Health and Medical News and Resources

General interest items edited by Janice Flahiff

[Reblog] Going Viral: The Re-Emergence of Preventable Diseases

From the 19 February 2015 post at Policy Interns

From an aging population to the growing threat of pandemic influenza and other emerging infectious diseases as well as the rapid growth of obesity and other chronic illnesses, the most persistent and costly challenges to American health and well-being fall increasingly on the public health system and on public health professionals at all levels. Unlike health care, which often intervenes when an individual is already sick with a costly disease, the focus of public health is prevention rather than treatment of diseases. Public health professionals, working with state and local health departments, laboratories, and other public health organizations, play a vital and increasingly central role in protecting a population’s health. Yet the Center for Disease Control (CDC) and other public health observers have repeatedly identified deficiencies in public health infrastructure and workforce.

Regional interstate planning, preparing for mass vaccination and the distribution of medical supplies, and development of adequate surge capacity are incomplete or insufficient. The Government Accountability Office concluded in 2004 that “no State is fully prepared to respond to a major public health threat,” an assessment that the CDC reiterated in 2008.

PH expenditures

One might look at Figure 1 and think, where are the lines for public health expenditures on federal, state, and local levels? They’re there, almost completely parallel to the x-axis. Federal public health spending underperformed a number of other U.S. health sector expenditure categories overall. As a percentage of all U.S. health expenditures, federal public health spending was lower in 2008 than it was in 1966. To make matters worse, the Fiscal Year 2015 request proposes a $51 million decrease for the immunization program due to an expectation of increased insurance coverage for immunization services in 2015. This is yet another cut to public health spending that will undoubtedly affect population health.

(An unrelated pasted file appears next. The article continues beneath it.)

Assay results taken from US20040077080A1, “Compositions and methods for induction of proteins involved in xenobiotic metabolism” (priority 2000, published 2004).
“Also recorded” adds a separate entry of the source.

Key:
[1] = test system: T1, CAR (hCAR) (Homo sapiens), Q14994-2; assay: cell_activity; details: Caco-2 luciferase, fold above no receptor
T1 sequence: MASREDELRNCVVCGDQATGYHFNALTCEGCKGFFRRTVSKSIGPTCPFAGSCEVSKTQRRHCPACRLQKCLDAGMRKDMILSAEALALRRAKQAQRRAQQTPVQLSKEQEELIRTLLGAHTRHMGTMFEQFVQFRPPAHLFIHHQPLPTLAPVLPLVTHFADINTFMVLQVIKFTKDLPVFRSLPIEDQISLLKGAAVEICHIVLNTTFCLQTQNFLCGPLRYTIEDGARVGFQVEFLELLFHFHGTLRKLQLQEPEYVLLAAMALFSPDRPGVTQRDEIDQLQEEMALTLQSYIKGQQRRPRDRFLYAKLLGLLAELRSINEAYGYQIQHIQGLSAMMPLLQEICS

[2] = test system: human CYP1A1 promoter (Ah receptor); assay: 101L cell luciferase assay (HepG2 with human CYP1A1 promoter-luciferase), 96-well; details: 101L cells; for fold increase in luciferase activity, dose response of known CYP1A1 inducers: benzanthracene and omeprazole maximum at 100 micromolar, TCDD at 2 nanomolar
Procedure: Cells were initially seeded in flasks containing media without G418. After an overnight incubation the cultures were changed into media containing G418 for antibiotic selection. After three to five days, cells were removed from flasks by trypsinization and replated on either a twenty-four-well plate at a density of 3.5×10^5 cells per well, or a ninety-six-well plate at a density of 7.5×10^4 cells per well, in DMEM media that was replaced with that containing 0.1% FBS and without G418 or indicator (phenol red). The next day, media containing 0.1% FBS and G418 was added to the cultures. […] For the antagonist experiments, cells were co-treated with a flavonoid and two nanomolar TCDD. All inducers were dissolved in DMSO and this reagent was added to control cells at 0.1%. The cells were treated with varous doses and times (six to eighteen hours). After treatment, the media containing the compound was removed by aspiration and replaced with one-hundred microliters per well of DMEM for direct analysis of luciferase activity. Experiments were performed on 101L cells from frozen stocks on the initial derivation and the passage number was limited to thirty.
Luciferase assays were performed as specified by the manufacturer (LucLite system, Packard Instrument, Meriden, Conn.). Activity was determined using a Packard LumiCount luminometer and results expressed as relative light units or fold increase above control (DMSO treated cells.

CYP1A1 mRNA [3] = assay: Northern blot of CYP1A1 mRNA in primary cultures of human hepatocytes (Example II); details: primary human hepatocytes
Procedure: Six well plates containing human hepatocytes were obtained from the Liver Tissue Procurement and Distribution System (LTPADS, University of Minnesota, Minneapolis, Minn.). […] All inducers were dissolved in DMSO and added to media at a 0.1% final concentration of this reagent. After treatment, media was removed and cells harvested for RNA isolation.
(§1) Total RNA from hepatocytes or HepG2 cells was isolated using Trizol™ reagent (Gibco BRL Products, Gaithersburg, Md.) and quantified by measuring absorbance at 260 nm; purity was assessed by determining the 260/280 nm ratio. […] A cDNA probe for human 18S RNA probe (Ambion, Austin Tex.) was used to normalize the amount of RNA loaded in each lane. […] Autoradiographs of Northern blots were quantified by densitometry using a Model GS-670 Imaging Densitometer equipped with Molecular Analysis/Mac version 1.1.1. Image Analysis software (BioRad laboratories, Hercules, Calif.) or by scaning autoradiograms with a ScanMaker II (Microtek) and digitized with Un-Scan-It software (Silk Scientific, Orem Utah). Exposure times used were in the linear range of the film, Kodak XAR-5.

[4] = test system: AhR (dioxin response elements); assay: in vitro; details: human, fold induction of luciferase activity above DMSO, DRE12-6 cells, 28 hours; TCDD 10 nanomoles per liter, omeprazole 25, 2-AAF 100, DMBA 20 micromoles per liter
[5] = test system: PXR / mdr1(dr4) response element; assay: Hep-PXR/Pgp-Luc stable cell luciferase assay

Program operations, which contribute to disease surveillance, public awareness and provider education, took a $14 million cut.

While proponents of the ACA said the majority of the proposed fiscal 2016 cuts again will go toward vaccine purchasing and won’t affect immunization infrastructure funds, this cannot be the whole picture. The families and children currently using these programs will be in jeopardy because insurance coverage alone is not enough to ensure high vaccination rates.

February 22, 2015 Posted by | Public Health | , , , , , | Leave a comment

[News article] Friendly bacteria are protective against malaria

From the 4 December 2014 ScienceDaily article

Date: December 4, 2014
Source: Instituto Gulbenkian de Ciencia
Summary: